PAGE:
“I’m a little speechless, but also I’m so so happy,” said Harlaut, “I had this run in my mind the whole week and to put it down in my first run it was amazing. I struggled during the practice, but it worked out when it counted. That’s probably one of my best slopestyle runs that I’ve ever done and also my first slopestyle World Cup victory so I’m stoked.”
Mr. Reliable, Henrik Harlaut wasn't to be stopped.
Some notables who missed the podium included out-of-the-box thinker Jesper Tjäder, who impressed with antics like a front flip japan off the cannon rail and a crazy 540 swap over the rail transfer; Swiss heavyweight Andri Ragettli, whose new switch double misty 16 wasn’t enough to carry the judges’ favor; and Canada’s Max Moffatt with a switch double 12 true nose grab that has to be seen to be believed.
Yes, that's true nose in a switch double 12. Max Moffatt, you're a beast.
Perennial podium contender Andri Ragettli had to settle for fifth place yesterday.
Another highlight was the debut of the new World Cup slopestyle judging format. Taking notes from the snowboarding side, which has been using feature-based judging for years already, the new format for freeskiing breaks down the judging on individual features, with a maximum of 60 points awardable for tricks, and an additional 40 points awarded for overall flow and variety. In general, athletes seemed pleased with the new format, which rewards riders for specific huge tricks landed, while still maintaining an eye on the variety of the overall run.
“It’s the first time we do it, and I think it worked out great,” said Jesper Tjäder. “You got really rewarded if you did something really crazy, and if you kept it really basic, the trick score isn’t as high. So I kind of like it.”
“I think it makes the rails more important,” he added. “Before, it didn’t really matter what you did in the rails—if you landed, you were good. Now, you really have to do some good stuff, otherwise your score is going to be low. I think that’s good.”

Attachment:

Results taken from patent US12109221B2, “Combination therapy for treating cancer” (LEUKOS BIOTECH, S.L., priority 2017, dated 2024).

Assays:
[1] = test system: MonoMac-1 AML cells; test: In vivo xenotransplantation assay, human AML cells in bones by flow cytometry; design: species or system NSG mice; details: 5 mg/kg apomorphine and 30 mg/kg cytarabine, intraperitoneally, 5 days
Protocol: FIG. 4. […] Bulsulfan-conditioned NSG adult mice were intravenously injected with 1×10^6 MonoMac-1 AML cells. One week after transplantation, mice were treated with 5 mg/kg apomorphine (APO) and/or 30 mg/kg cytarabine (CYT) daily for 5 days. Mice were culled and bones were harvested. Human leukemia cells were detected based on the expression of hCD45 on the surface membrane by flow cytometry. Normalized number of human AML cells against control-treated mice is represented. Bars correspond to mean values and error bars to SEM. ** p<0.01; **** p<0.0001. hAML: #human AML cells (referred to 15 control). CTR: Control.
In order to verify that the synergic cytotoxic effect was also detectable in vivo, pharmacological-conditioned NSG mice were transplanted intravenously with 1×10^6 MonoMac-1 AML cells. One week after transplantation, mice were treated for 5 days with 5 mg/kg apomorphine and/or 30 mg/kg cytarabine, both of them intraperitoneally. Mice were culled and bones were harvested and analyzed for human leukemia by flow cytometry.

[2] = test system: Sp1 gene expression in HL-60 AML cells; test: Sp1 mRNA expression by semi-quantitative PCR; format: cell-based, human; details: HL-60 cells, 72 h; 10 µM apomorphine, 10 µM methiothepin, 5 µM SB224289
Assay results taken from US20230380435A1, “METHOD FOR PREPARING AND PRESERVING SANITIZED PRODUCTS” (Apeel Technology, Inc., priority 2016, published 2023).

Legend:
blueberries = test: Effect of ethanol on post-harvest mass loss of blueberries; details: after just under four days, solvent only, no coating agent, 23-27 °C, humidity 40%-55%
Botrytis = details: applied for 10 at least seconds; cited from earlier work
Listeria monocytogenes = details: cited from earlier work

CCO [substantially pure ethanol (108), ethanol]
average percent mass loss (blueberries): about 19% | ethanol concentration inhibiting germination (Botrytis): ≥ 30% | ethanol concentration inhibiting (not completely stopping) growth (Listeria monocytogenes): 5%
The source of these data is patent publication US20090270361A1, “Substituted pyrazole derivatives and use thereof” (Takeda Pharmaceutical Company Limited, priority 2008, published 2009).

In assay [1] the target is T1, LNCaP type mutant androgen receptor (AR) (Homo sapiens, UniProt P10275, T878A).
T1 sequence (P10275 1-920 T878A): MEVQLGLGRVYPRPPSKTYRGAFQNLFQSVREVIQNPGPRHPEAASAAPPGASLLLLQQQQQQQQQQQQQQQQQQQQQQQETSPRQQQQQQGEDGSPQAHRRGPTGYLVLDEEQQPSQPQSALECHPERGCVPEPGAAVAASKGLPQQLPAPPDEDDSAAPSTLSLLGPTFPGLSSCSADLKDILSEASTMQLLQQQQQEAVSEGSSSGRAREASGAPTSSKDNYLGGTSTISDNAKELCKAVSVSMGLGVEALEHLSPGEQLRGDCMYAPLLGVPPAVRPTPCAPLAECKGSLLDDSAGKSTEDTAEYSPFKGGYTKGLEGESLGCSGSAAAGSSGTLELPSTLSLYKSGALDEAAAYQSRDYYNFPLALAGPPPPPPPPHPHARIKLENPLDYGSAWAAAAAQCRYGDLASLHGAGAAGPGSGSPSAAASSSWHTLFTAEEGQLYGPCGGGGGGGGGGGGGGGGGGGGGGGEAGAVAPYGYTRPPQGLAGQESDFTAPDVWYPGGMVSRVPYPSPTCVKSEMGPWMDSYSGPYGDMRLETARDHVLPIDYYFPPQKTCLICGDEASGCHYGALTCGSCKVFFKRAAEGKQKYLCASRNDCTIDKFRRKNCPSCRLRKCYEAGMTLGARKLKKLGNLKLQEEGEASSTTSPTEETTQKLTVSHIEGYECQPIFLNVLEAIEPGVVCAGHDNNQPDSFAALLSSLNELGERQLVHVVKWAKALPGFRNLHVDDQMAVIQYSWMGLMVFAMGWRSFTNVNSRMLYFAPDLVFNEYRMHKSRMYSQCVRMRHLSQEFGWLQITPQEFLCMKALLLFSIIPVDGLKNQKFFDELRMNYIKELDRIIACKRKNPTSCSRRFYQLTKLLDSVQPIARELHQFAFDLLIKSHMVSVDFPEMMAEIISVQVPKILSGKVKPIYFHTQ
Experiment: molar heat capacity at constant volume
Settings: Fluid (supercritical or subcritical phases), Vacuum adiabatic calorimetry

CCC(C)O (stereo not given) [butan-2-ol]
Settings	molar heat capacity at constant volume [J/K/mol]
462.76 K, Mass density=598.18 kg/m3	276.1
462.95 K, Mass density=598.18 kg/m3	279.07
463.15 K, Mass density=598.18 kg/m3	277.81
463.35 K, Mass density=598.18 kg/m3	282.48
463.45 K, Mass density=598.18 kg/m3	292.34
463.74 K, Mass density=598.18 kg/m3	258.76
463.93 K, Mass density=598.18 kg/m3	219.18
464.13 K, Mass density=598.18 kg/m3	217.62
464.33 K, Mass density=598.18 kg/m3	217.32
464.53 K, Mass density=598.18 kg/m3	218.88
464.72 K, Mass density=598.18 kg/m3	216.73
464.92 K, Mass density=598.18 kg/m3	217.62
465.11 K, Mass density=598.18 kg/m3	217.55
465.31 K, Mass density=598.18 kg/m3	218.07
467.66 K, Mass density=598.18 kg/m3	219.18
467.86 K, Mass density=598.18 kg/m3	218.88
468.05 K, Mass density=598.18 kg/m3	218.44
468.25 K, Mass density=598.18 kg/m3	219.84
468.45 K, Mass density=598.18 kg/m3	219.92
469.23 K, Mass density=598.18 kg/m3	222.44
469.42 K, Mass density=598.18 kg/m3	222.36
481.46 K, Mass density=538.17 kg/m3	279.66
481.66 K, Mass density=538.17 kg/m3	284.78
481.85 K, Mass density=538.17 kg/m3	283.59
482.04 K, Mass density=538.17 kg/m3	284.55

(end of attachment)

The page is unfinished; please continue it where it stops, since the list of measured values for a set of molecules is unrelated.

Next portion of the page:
The new judging format means individual highlight tricks, like Jesper's front flip off the cannon rail, can be rewarded.
Another notable takeaway from the Stubai slopestyle was the remarkably young field. At age 27, Henrik Harlaut was the oldest competitor on course, with a pack of young guns hot on his heels: 12 of the other 17 finals contestants were 21 years old or younger. The amount of fresh young talent competing at a high level—like Forehand, Sweden’s Oliwer Magnusson or Canada’s Philippe Langevin—indicates that a new generation of freestylers is currently on the come-up.
Younger riders like Mac Forehand are poised to make a splash on the contest circuit this season.
Attending a FIS World Cup as a freeski journalist is a bit of a trip. After all, our sport is practically founded on the motto “Fuck FIS”—and now, a few short decades since the start of the “freeskiing revolution,” here we are, back comfortably in the fold again. So it’s a little weird to see freeski legends like Skogen Sprang and TJ Schiller now coaching their officially mandated national teams, or to watch FIS anti-doping officials pull athletes aside at the bottom of the course for random drug testing. (Hopefully they aren’t so strict on the Freeride World Tour, T-Hall). But if anyone’s getting too uptight about the current state of freeskiing, it’s worth noting that while the slopestyle finals were going down on Stubai’s south-side Gaiskarrferner slope, on the other side of the mountain the Health Gang crew was busy throwing down wacky new-wave maneuvers in the park, while Peyben Hägglund was swerving around the mountain like a bat out of hell. And so, the balance is maintained.
The World Cup slopestyle circuit will continue in 2019 at the next stop in Font Romeu, France on January 10-12.
The combined men's & women's podiums.
Men's Finals Results
Women's Final Results